They Sit Together on the Porch

By Wendell Berry b. 1934 Wendell Berry
They sit together on the porch, the dark
Almost fallen, the house behind them dark.
Their supper done with, they have washed and dried
The dishes–only two plates now, two glasses,
Two knives, two forks, two spoons–small work for two.
She sits with her hands folded in her lap,
At rest. He smokes his pipe. They do not speak,
And when they speak at last it is to say
What each one knows the other knows. They have
One mind between them, now, that finally
For all its knowing will not exactly know
Which one goes first through the dark doorway, bidding
Goodnight, and which sits on a while alone.

From "A Timbered Choir", by Wendell Berry. Copyright © 1998. Published and reprinted by arrangement with Counterpoint Press, a member of the Perseus Books Group (www.perseusbooks.com). All rights reserved.

Source: A Timbered Choir (Counterpoint Press, 1998)

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Poet Wendell Berry b. 1934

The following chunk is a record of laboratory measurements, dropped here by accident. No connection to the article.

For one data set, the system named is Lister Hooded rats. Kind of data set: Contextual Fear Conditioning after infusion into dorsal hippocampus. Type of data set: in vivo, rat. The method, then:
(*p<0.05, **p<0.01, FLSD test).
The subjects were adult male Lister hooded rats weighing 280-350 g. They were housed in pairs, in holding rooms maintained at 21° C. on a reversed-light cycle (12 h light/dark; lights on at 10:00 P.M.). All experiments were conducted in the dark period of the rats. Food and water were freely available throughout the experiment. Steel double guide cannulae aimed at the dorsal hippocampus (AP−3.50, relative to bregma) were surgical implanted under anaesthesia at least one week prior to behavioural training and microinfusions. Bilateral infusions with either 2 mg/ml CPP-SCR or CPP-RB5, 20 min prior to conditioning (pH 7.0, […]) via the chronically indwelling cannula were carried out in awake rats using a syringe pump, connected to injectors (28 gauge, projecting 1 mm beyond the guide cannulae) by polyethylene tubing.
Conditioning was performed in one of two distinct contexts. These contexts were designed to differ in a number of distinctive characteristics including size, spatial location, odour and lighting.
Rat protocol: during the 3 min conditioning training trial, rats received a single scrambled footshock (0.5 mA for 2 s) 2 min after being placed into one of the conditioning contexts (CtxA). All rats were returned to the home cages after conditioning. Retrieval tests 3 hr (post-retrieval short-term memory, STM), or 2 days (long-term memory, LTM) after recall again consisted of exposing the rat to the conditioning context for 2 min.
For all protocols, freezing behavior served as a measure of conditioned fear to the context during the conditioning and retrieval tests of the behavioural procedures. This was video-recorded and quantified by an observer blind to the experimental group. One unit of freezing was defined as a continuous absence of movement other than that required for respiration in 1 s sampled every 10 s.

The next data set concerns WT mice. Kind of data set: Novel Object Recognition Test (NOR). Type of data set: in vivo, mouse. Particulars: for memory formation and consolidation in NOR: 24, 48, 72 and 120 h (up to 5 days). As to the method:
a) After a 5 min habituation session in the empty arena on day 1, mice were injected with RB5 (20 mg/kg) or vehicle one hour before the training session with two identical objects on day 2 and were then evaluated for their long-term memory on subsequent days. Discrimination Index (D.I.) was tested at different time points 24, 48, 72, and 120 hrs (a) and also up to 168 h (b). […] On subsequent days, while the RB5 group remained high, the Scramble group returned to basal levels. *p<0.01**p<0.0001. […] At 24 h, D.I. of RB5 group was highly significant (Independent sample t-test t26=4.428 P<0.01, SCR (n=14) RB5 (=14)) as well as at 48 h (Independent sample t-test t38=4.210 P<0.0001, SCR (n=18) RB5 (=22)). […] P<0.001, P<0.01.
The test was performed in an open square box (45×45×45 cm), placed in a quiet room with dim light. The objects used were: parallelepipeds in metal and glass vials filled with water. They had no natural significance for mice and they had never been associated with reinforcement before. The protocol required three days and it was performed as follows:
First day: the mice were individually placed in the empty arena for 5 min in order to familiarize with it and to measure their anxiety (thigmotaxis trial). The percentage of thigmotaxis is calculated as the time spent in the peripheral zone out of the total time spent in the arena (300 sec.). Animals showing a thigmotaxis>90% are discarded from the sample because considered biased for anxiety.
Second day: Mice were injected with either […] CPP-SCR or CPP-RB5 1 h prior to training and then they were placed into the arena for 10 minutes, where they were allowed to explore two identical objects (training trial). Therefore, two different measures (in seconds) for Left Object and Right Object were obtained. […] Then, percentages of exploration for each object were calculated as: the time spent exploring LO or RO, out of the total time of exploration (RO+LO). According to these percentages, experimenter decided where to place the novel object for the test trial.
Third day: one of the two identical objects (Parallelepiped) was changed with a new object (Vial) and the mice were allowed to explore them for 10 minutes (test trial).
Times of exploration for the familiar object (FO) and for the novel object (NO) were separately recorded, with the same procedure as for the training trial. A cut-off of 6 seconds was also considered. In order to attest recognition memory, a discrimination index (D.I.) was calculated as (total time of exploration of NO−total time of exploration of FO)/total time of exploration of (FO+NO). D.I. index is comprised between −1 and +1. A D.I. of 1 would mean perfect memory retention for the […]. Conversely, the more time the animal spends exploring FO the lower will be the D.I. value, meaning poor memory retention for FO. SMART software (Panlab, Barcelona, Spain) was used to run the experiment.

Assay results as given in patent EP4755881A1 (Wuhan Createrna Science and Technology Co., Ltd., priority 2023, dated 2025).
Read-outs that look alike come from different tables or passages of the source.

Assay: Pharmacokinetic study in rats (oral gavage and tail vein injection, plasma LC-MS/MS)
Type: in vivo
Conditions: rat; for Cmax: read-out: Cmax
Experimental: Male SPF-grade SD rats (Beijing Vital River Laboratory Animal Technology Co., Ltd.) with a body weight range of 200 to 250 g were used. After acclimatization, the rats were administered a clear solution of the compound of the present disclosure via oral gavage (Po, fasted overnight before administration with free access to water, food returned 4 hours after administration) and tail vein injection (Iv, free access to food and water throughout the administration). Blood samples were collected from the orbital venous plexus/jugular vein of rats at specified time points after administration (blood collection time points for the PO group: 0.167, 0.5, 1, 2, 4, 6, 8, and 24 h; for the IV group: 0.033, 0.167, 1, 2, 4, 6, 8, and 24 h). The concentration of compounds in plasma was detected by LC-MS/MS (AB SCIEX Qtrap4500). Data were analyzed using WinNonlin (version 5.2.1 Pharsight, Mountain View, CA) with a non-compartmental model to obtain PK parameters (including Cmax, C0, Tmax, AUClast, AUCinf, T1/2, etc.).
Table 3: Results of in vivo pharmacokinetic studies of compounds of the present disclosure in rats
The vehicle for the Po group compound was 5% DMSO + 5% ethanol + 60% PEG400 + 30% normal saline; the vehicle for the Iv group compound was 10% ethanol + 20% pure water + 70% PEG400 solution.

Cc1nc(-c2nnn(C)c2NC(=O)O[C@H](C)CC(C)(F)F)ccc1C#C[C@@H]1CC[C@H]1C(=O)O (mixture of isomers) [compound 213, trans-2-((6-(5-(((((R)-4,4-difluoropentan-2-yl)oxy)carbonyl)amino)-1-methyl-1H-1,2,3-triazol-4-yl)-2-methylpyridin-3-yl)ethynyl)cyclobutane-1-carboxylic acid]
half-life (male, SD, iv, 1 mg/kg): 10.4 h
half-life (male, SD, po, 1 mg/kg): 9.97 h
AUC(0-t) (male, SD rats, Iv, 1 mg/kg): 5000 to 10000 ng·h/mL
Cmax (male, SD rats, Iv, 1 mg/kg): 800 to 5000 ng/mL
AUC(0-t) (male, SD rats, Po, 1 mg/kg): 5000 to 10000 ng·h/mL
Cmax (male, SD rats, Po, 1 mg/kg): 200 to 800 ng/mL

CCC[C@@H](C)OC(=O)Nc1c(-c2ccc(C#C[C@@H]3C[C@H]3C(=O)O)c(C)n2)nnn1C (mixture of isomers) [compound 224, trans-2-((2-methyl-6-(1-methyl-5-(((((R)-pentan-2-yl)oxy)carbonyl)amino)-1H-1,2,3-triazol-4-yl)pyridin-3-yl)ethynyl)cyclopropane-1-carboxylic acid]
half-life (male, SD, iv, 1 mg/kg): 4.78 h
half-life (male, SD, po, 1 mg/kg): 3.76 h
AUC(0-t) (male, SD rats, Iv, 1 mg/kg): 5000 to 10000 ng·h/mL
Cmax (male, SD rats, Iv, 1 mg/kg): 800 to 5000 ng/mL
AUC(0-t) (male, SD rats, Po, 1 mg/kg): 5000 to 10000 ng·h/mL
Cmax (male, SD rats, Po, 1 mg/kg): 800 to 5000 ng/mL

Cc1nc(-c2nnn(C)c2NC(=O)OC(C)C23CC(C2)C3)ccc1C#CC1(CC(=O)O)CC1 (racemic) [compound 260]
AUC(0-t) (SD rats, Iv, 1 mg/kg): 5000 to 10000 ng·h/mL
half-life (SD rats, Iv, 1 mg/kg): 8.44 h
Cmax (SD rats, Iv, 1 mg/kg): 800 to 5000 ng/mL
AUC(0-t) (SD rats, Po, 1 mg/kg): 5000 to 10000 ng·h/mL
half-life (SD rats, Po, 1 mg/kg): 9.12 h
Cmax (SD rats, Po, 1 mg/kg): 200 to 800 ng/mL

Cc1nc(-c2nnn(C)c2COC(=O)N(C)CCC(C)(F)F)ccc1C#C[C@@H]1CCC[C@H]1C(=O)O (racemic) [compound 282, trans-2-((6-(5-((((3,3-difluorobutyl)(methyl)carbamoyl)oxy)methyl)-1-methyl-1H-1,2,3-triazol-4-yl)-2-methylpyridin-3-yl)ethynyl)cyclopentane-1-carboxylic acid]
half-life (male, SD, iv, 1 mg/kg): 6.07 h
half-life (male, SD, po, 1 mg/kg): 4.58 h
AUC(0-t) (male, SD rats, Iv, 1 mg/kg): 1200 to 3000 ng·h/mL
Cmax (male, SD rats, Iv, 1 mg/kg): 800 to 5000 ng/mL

Subjects Men & Women, Living, Relationships, Home Life, Growing Old

Poetic Terms Free Verse, Metaphor

 Wendell  Berry

Biography

Critics and scholars have acknowledged Wendell Berry as a master of many literary genres, but whether he is writing poetry, fiction, or essays, his message is essentially the same: humans must learn to live in harmony with the natural rhythms of the earth or perish. The Unsettling of America: Culture and Agriculture, which analyzes the many failures of modern, mechanized life, is one of the key texts of the environmental . . .

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Poem Categorization

SUBJECT Men & Women, Living, Relationships, Home Life, Growing Old

Poetic Terms Free Verse, Metaphor

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Originally appeared in Poetry magazine.

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